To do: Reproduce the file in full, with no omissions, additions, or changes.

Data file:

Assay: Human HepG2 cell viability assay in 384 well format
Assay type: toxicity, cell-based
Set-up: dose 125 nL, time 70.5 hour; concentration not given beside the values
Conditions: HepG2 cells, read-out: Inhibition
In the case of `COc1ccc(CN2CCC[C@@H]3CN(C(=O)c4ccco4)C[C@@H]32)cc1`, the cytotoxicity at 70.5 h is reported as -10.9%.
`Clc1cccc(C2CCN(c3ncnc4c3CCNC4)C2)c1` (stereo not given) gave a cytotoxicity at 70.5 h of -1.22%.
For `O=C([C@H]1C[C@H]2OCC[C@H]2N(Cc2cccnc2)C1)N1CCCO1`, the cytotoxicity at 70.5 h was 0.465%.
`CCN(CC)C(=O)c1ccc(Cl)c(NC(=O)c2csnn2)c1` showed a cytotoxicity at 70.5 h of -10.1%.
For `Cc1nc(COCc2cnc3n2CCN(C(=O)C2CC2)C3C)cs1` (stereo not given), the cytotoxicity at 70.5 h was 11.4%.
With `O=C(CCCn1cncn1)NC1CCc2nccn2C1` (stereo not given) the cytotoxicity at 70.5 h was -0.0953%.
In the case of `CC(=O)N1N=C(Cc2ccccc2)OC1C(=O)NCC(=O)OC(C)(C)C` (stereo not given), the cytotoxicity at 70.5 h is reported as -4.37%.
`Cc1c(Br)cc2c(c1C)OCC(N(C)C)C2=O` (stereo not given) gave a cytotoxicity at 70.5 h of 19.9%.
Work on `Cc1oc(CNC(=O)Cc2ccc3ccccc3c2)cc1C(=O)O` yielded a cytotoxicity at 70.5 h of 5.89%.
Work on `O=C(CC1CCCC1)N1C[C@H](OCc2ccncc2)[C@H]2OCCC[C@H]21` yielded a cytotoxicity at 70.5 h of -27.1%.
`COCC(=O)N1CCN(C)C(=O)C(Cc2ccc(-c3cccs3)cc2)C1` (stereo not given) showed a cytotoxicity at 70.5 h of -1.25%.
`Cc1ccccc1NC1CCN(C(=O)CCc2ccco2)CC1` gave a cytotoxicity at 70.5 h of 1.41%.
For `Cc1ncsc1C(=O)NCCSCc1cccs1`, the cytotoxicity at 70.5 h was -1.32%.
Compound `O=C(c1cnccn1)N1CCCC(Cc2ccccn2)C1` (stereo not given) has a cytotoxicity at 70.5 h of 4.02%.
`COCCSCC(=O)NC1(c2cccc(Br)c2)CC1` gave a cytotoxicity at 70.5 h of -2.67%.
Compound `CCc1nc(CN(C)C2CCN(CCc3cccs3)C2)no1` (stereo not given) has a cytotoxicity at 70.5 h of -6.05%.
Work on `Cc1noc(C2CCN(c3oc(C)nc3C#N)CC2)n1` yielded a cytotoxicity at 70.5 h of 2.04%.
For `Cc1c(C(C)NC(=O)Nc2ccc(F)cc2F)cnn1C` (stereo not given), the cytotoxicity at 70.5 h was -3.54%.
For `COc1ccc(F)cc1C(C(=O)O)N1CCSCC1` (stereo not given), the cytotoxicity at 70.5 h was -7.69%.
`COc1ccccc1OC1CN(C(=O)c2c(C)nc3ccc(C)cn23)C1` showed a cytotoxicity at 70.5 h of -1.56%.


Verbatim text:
Assay: Human HepG2 cell viability assay in 384 well format
Assay type: toxicity, cell-based
Set-up: dose 125 nL, time 70.5 hour; concentration not given beside the values
Conditions: HepG2 cells, read-out: Inhibition
In the case of `COc1ccc(CN2CCC[C@@H]3CN(C(=O)c4ccco4)C[C@@H]32)cc1`, the cytotoxicity at 70.5 h is reported as -10.9%.
`Clc1cccc(C2CCN(c3ncnc4c3CCNC4)C2)c1` (stereo not given) gave a cytotoxicity at 70.5 h of -1.22%.
For `O=C([C@H]1C[C@H]2OCC[C@H]2N(Cc2cccnc2)C1)N1CCCO1`, the cytotoxicity at 70.5 h was 0.465%.
`CCN(CC)C(=O)c1ccc(Cl)c(NC(=O)c2csnn2)c1` showed a cytotoxicity at 70.5 h of -10.1%.
For `Cc1nc(COCc2cnc3n2CCN(C(=O)C2CC2)C3C)cs1` (stereo not given), the cytotoxicity at 70.5 h was 11.4%.
With `O=C(CCCn1cncn1)NC1CCc2nccn2C1` (stereo not given) the cytotoxicity at 70.5 h was -0.0953%.
In the case of `CC(=O)N1N=C(Cc2ccccc2)OC1C(=O)NCC(=O)OC(C)(C)C` (stereo not given), the cytotoxicity at 70.5 h is reported as -4.37%.
`Cc1c(Br)cc2c(c1C)OCC(N(C)C)C2=O` (stereo not given) gave a cytotoxicity at 70.5 h of 19.9%.
Work on `Cc1oc(CNC(=O)Cc2ccc3ccccc3c2)cc1C(=O)O` yielded a cytotoxicity at 70.5 h of 5.89%.
Work on `O=C(CC1CCCC1)N1C[C@H](OCc2ccncc2)[C@H]2OCCC[C@H]21` yielded a cytotoxicity at 70.5 h of -27.1%.
`COCC(=O)N1CCN(C)C(=O)C(Cc2ccc(-c3cccs3)cc2)C1` (stereo not given) showed a cytotoxicity at 70.5 h of -1.25%.
`Cc1ccccc1NC1CCN(C(=O)CCc2ccco2)CC1` gave a cytotoxicity at 70.5 h of 1.41%.
For `Cc1ncsc1C(=O)NCCSCc1cccs1`, the cytotoxicity at 70.5 h was -1.32%.
Compound `O=C(c1cnccn1)N1CCCC(Cc2ccccn2)C1` (stereo not given) has a cytotoxicity at 70.5 h of 4.02%.
`COCCSCC(=O)NC1(c2cccc(Br)c2)CC1` gave a cytotoxicity at 70.5 h of -2.67%.
Compound `CCc1nc(CN(C)C2CCN(CCc3cccs3)C2)no1` (stereo not given) has a cytotoxicity at 70.5 h of -6.05%.
Work on `Cc1noc(C2CCN(c3oc(C)nc3C#N)CC2)n1` yielded a cytotoxicity at 70.5 h of 2.04%.
For `Cc1c(C(C)NC(=O)Nc2ccc(F)cc2F)cnn1C` (stereo not given), the cytotoxicity at 70.5 h was -3.54%.
For `COc1ccc(F)cc1C(C(=O)O)N1CCSCC1` (stereo not given), the cytotoxicity at 70.5 h was -7.69%.
`COc1ccccc1OC1CN(C(=O)c2c(C)nc3ccc(C)cn23)C1` showed a cytotoxicity at 70.5 h of -1.56%.